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Devotion for Tuesday After the Second Sunday in Lent, Year C (ELCA Daily Lectionary)   1 comment

Return of the Spies from the Land of Promise--Gustave Dore

Above:  Return of the Spies from the Land of Promise, by Gustave Dore

Image in the Public Domain

Fidelity and Spiritual Community

MARCH 15, 2022

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The Collect:

God of the covenant, in the mystery of the cross

you promise everlasting life to the world.

Gather all peoples into your arms, and shelter us with your mercy,

that we may rejoice in the life we share in your Son,

Jesus Christ, our Savior and Lord, who lives and reigns

with you and the Holy Spirit, one God, now and forever.  Amen.

Evangelical Lutheran Worship (2006), page 27

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The Assigned Readings:

Numbers 14:10b-24

Psalm 105:1-15 [16-41] 42

1 Corinthians 10:1-13

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Remember the marvels God has done,

the wonders and the judgments of God’s mouth,

O offspring of Abraham, God’s servant,

 children of Jacob, God’s chosen.

–Psalm 105:5-6, Book of Common Worship (1993)

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Yet the generation of Israelites who left Egypt as free people retained a slave mentality.  Members of that generation witnessed many astonishing acts of God on their behalf yet reacted fearfully when they learned that they might have to act faithfully, to do something, albeit with divine assistance.  They feared to enter Canaan, so their desire not to go there became their punishment from God.

As a cliché tells us, be careful what you wish for; you might get it.

St. Paul the Apostle, engaging in the tradition of interpreting biblical stories metaphorically, used accounts from the Torah to encourage Christians at Corinth to live faithfully, to refrain from sin as much as possible, and to cease from grumbling.  The Apostle, convinced that the end of evil times was near, wrote:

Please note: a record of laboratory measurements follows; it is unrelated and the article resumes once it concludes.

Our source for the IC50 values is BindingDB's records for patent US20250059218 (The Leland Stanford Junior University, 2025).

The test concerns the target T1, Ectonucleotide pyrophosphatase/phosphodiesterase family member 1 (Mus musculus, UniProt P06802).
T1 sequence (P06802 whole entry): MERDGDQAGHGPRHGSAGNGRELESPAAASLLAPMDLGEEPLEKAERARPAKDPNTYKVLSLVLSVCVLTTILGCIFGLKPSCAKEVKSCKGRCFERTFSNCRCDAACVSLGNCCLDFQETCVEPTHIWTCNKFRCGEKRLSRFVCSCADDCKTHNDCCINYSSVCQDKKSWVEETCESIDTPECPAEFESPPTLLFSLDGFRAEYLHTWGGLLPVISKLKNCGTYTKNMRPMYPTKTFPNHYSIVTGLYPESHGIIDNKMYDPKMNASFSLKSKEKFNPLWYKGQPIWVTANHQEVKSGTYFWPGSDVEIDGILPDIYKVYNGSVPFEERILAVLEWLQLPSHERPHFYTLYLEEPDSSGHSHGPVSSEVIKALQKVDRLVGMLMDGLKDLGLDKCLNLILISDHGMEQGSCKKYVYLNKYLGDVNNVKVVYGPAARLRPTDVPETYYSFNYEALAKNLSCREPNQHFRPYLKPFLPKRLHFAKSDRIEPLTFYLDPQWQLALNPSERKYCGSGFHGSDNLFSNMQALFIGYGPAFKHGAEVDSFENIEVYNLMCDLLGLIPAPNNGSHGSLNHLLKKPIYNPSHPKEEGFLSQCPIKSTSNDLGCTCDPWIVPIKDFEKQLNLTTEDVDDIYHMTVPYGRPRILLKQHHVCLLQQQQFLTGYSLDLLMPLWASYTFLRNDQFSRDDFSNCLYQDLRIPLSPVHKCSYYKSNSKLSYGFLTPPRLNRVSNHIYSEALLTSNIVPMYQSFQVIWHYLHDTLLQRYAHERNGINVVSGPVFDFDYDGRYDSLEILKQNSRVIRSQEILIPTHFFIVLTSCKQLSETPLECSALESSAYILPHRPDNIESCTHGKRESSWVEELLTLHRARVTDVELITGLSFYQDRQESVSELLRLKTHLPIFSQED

If you think you are standing firm, take care, or you may fall.  So far you have faced no trial beyond human endurance; God keeps faith and will not let you be tested beyond your powers, but when the test comes he will at the same time provide a way out and so enable you to endure.

–1 Corinthians 10:12-13, The Revised English Bible (1989)

That passage contains two major points.  First, people ought to avoid spiritual complacency.  That is always excellent counsel.  Second, “you,” as in

So far you have faced no trial beyond human endurance…,

is plural.  The pericope from 1 Corinthians 10 addresses a congregation, not an individual.  The plural nature of “you” in this passage is clear in the Nouvelle Version Segond Revisee (1978), in which the pronoun is the plural vous, not the singular tu.

The walk of faith is one a person takes as part of a spiritual community, not as a rugged individualist.  One depends on the other members of the spiritual community, to whom and for whom they one is responsible, and on God, on whom one depends entirely.  One’s strength is in God and spiritual community, not in oneself.

KENNETH RANDOLPH TAYLOR

NOVEMBER 17, 2015 COMMON ERA